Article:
An award may be recognized without being enforced but if it is enforced, it is necessarily recognized. This statement by the Supreme Court in 1994 in the case of Brace Transport Corporation of Monrovia v Orient Middle East Lines noted that when a court is asked to enforce an award, it must recognize its legal effect and use legal sanctions to ensure that it is carried out.
There has always been some question about the enforceability of foreign arbitration awards in India. The Arbitration and Conciliation Act, 1996, has been classified into various parts. Part I provides for the construction of the Arbitral Tribunals, their proceedings, the making of the order and enforcement. Part II contains the provisions which deal with enforcement of foreign awards.
The 2002 judgment of the Supreme Court in Bhatia International Limited v Bulk Trading S A provided that parties cannot override or exclude the non-derogable provisions of Part I in such arbitrations. By omitting to provide that Part I will not apply to international commercial arbitrations outside India the effect is that it also applies to international commercial arbitrations held out of India. But, by not specifically providing that the provisions apply to international commercial arbitrations held out of India, the intention of the legislature appears to be to allow parties to provide by agreement that Part I or any provision therein will not apply.
Thus in arbitrations that take place outside India, even the non-derogable provisions of Part I can be excluded through express or implied agreement. In other words, in cases of international commercial arbitrations held out of India the provisions of Part I apply unless the parties agree to exclude them. In that case the laws or rules chosen by the parties would prevail. Any provision in Part I which is contrary to or excluded by these provisions will not apply.
The recent Supreme Court judgment in the case of Venture Global Engineering and Satyam Computer Services has again raised questions on how enforceable foreign awards are and, more importantly, how beneficial their enforceability is for Indian corporations. It reiterated what was stated in the Bhatia International case. The bench of justices Tarun Chatterjee and P Sathasivam held that the provisions of the act would apply to international commercial arbitrations held out of India and that the provisions of Part I would apply to all arbitrations, including international commercial arbitrations and to all related proceedings unless the parties agree to exlude them.
The Supreme Court held that a suit can be filed in India challenging a foreign award by an arbitrator if the award is against public policy and in contravention of statutory provisions. The bench further held that the interpretation does not lead to any conflict between the provisions of the act.
The most familiar legal saga in this regard was that of Renusagar. It is the tale of a foreign arbitration and award delivered in 1986 after a pitched battle with General Electric in three rounds of litigation over almost five years followed by proceedings by GE in India and Renusagar’s unsuccessfull efforts to stay the decision. After the award was delivered, the challenge was pursued right up to the Supreme Court and finally brought to a close in 1993. The seven year delay shook the faith of many in international commercial arbitration.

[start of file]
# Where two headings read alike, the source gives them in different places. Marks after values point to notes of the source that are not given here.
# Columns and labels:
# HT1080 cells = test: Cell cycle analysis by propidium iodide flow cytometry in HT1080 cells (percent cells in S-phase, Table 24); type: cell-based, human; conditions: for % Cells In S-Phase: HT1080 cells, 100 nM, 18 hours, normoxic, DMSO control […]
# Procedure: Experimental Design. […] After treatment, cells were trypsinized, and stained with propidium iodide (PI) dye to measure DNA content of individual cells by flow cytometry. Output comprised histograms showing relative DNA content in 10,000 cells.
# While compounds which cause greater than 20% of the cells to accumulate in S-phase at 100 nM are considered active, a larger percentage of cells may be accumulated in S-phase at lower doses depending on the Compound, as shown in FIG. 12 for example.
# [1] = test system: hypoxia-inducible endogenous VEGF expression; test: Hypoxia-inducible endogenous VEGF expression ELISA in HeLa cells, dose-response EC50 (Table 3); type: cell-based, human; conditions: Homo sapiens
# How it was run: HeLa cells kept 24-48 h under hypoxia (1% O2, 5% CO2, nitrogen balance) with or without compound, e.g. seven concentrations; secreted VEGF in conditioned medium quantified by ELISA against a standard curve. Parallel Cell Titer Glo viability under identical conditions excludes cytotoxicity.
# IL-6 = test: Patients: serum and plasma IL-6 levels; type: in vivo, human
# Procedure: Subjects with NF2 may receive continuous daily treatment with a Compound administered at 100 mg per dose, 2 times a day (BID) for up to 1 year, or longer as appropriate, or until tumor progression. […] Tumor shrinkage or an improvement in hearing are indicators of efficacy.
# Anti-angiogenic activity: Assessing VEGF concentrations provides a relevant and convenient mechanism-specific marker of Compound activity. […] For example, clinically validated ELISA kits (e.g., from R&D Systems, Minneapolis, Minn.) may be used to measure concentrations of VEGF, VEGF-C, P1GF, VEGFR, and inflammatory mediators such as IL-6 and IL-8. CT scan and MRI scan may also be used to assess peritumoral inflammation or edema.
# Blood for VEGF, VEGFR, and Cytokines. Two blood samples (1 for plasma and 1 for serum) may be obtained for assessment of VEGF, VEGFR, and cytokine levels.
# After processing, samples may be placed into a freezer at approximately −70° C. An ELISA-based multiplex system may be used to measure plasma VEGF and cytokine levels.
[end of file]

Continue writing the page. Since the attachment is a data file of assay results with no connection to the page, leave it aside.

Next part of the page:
In Renusagar Power Co Ltd v General Electric Co the Supreme Court held that Indian courts can refuse to apply a rule of foreign law or recognize a foreign judgment or arbitral award if it is contrary to the public policy of India. However, the court noted that mere violation of a law does not mean public policy has been infringed.
The prime law of India is that where there is an express agreement to submit to the jurisdiction of a foreign court, a judgment by that court binds the parties, and effect will be given to the judgment in Indian courts. The governing legislation is the Code of Civil Procedure, 1908.
Section 2 of the code defines a “foreign judgement” and a “foreign court” and provides that a foreign judgment means adjudication by a foreign court on a matter before it. A judgment given by a foreign court does not cease to be so when, as a consequence of political change, the territory where the court was situated at the time of the judgment becomes part of India.
Section 49 of the act gives legal teeth to the process of enforcement by equating the foreign award to a decree of the court in which the application for its enforcement had been made. This incident, however, comes about only when the court is satisfied that the foreign award is enforceable.
The act has restricted the right to appeal against an order enforcing a foreign award by restricting the right to appeal only against an order refusing to enforce a foreign award. The only right available against an order enforcing a foreign award is the right to petition the Supreme court for special leave to appeal – and it’s up to the discretion of the Apex Court to grant or refuse leave.
To make the enforceability of foreign awards easier and effective in India, foreign courts must be competent to try the suit, not only as regards pecuniary limits of its jurisdiction and the subject-matter of the suit, but also with reference to its territorial jurisdiction. The competency of the foreign court is to be judged not by the territorial law of the foreign state, but by the rules of private international law.
Sanjay Asher is a partner and Bhumika Batra is an associate with Crawford Bayley & Co.
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